LOS ANGELES: A Southern California-area hospital system, immigrant advocacy groups and Americans living in Mexico criticised on Tuesday (Aug 11) a US government draft proposal that could block US citizens and permanent residents from entering the country if they are suspected of being infected with the novel coronavirus.
The pushback comes a day after Reuters and other news outlets reported the administration of US President Donald Trump was considering a regulation that would give the government authorisation to keep out Americans believed to have contracted COVID-19 or other diseases.
Chris Van Gorder, CEO of Scripps Health, which operates five hospitals in San Diego County, told Reuters the hospital system "would never endorse American citizens not being able to get the care they need."
Scripps and Sharp HealthCare, which operate hospitals that serve many COVID patients in the San Diego-area, sent a joint letter to Trump officials in April that called for medical checks at the border and mandatory quarantine for individuals suspected to be infected with coronavirus. But Van Gorder said they never supported blocking Americans.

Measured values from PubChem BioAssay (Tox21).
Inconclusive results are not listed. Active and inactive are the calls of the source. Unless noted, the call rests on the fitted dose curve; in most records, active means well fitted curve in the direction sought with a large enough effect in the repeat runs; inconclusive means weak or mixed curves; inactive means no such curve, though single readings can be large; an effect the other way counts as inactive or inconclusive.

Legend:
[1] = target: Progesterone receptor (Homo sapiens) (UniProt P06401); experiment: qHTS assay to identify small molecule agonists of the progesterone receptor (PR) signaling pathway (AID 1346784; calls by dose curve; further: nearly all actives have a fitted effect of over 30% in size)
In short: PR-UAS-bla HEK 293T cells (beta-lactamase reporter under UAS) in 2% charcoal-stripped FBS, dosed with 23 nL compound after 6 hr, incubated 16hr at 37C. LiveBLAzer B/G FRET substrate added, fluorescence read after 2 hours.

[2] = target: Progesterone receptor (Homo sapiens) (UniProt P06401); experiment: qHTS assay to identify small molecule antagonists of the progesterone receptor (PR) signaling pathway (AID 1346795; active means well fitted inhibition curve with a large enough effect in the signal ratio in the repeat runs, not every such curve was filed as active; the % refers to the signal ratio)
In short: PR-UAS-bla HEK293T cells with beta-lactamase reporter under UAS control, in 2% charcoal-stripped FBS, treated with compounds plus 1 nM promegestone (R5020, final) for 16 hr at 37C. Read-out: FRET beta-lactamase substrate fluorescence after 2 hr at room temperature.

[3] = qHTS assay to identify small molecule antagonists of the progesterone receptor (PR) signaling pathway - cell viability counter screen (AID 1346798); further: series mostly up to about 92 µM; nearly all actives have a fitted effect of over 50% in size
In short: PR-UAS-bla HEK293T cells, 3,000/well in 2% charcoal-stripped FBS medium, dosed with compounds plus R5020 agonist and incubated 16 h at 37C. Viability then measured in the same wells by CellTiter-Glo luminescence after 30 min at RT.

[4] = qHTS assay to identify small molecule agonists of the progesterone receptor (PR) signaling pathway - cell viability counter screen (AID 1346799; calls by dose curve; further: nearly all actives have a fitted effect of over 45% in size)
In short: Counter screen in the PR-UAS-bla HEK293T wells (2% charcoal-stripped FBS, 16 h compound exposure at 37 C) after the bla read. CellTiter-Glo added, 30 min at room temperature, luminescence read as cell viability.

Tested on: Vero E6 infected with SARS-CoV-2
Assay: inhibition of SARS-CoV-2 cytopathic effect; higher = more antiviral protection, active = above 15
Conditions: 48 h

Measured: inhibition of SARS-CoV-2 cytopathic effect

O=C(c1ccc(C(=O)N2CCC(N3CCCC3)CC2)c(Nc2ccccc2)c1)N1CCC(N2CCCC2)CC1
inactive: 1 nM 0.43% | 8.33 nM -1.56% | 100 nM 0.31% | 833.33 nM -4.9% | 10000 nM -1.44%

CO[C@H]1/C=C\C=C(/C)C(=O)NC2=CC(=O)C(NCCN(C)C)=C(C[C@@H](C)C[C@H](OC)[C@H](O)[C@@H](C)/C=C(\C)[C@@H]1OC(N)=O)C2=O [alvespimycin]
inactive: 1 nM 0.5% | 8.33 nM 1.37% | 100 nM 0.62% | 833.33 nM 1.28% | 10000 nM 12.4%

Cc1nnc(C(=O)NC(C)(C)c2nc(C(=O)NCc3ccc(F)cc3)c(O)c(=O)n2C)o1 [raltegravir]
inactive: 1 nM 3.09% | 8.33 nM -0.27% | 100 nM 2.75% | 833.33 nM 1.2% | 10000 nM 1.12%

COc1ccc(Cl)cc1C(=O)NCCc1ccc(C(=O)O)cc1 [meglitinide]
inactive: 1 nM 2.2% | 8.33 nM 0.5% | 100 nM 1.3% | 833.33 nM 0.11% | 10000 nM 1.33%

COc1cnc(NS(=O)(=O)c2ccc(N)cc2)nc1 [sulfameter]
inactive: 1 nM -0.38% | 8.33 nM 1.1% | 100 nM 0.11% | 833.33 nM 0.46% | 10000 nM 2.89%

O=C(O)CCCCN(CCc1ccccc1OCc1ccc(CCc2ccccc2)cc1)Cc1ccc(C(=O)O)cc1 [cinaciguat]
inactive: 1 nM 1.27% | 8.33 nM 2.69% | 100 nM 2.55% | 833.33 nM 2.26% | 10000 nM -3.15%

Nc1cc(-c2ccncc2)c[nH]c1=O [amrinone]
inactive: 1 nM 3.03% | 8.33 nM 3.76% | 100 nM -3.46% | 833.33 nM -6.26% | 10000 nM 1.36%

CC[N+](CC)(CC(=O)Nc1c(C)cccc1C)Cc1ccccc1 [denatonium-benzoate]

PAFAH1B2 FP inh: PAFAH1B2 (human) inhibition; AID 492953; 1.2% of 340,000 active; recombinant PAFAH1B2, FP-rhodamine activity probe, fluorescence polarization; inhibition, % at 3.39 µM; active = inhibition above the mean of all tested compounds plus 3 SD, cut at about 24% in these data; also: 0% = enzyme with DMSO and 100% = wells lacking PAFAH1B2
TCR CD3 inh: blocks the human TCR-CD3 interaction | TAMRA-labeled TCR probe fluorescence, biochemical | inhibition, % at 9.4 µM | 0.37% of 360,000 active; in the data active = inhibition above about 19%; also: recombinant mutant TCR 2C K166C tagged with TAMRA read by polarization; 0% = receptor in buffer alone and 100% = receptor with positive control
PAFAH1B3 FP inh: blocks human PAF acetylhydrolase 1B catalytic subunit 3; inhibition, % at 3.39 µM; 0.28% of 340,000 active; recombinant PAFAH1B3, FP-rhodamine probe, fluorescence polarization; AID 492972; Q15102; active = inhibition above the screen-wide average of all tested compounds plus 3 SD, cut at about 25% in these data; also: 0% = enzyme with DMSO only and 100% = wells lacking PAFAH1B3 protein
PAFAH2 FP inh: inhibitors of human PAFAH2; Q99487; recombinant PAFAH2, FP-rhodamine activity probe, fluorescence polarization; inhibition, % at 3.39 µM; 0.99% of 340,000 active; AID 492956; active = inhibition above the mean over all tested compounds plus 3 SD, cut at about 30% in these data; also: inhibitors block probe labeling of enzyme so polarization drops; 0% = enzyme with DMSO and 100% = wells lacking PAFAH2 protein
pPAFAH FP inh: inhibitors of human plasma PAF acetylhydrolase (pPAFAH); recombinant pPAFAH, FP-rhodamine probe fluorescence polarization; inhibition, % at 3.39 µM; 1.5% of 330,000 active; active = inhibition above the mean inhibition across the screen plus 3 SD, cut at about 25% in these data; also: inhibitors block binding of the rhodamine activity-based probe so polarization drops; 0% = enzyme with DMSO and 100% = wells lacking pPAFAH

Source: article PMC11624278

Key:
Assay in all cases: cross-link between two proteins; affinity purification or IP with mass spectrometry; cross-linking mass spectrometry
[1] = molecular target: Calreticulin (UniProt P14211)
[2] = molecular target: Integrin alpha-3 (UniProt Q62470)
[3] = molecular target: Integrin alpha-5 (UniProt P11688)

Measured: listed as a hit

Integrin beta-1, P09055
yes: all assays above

Furthermore, Van Gorder said the percentage of coronavirus patients who recently crossed the border had declined at Scripps' hospital in Chula Vista.
Phil Canete, co-director of the Refugee Health Alliance, a San Diego-based organisation that provides medical care to migrants, called the reports "extremely troubling."
"The irony of this regulation is that it presents a barrier for medical workers and (organisations) like ours to mitigate COVID spread across the border," hRead More – Source